How to read a cash flow statement

How to read a cash flow statement is always primarily asked question whenever you come across learning or understanding the financial statement of any company.

Cash flow word clearly explains itself that it talks about the flow of cash into the companies accounts, Now how you can read that is what we are going to learn here.

Frequently Asked Questions?

How the cash flow statement is prepared?
What is the cash flow statement with example?
What does cash flow statement mean?
Why cash flow statement is important?

Cash Flow statement includes the inflow and outflow of cash from the companies account book. Now there are mostly activities which take money in and send it out. 

The cash flow statement (CFS) measures how well a company manages its cash position, meaning how well the company generates cash to pay its debt obligations and fund its operating expenses. 

Cash Flow statement plays a vital role for an investor to understand where its money is coming from, and how money is spending. It helps them to understand the financial position of the company for now and in the coming future. 

The cash flow statement has three major areas to understand or read the flow of cash are

  • Cash from Operating Activities
  • Cash from Investing Activities
  • Cash from Financing Activities

Cash from Operating Activities:

Cash from operating activities is one part in understanding cash flow statement includes the flow of income from companies main business operation activities.

This cash from operation includes below listed activities like

Profit from operations: Whatever business company is doing has earned some income from its daily operations are added here.

Receivables: These are expected income to come from some operations or activities the company has done before.

Inventory: It includes money invested in maintaining inventory for production or related activities.

Payables: Payables is the amount that the company is to pay in coming time for whatever thing they buy or rent.

Loans Advances: Loan Advance means any full or partial advance of a Loan made by Lender to or for the benefit of Borrower.

Working capital changes: A change in working capital is the difference in the net working capital amount from one accounting period to the next.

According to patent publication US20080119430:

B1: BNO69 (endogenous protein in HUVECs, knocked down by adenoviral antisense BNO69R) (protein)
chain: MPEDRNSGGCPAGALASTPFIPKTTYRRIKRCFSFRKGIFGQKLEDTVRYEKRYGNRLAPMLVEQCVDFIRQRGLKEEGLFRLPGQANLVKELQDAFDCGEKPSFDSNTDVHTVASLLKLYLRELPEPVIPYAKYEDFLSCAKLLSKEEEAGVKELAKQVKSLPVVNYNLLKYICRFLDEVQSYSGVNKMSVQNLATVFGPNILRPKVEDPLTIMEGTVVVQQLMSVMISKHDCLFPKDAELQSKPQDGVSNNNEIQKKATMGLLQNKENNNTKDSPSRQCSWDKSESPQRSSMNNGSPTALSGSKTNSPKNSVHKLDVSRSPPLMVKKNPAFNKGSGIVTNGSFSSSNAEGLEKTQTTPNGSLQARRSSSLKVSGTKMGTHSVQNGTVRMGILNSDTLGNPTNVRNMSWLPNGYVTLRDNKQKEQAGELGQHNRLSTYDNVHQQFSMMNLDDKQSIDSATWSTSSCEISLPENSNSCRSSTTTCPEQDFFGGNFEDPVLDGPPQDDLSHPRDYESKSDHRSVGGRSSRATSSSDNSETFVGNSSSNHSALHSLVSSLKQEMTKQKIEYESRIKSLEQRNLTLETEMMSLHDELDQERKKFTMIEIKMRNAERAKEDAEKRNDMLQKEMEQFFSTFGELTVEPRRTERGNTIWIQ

Direct taxes: This section includes taxes bound by the government to pay for all the companies.

Cash from Investing Activities:

Investing activities include any sources and uses of cash from a company’s investments. A purchase or sale of an asset, loans made to vendors or received from customers, or any payments related to a merger or acquisition is included in this category.

Fixed assets purchased: Here the company spend money on buying assets either to maintain its ongoing business or for business expansion.

Fixed assets sold: Here the company may sell its unused assets or old and outdated assets to recover its value. 

Capital WIP: WIP – Work in progress includes a major part of the capital from investing activities.

Investments purchased: Company buy a new investment which can offer them better returns in the coming period.

Investments sold: Investment income came from selling investments that the company brought earlier.

Interest received: Here we can say the company is getting income in the form of interest from all its bonds investment.

Dividends received: Here we can say the company is getting income in the form of dividends from all its shares investment.

Other investing items: This list includes other investing items.

Cash from Financing Activities:

Cash from financing activities includes the sources of cash from investors or banks, as well as the uses of cash paid to shareholders. Payment of dividends, payments for stock repurchases, and the repayment of debt principal (loans) are included in this category. 

Proceeds from shares: Income from selling stocks, mutual funds, property, or other assets is reported on a personal or corporate tax return. 

Proceeds from borrowings: Cash received from the issuance of debt instruments such as debentures. Proceeds from bank borrowings or borrowings from other financial institutions.

Repayment of borrowings: Payment of the borrowing that the company had taken for any specific purpose in past.

Interest paid: Company paid dividend against the shares of the company hold by its Bold Holders. 

Dividends paid: Company paid dividend against the shares of the company hold by its Share Holders. 

Financial liabilities: Interest paid by the company against the owing capital loan for activities company want to achieve.

Other financing items: This list includes other financing items.

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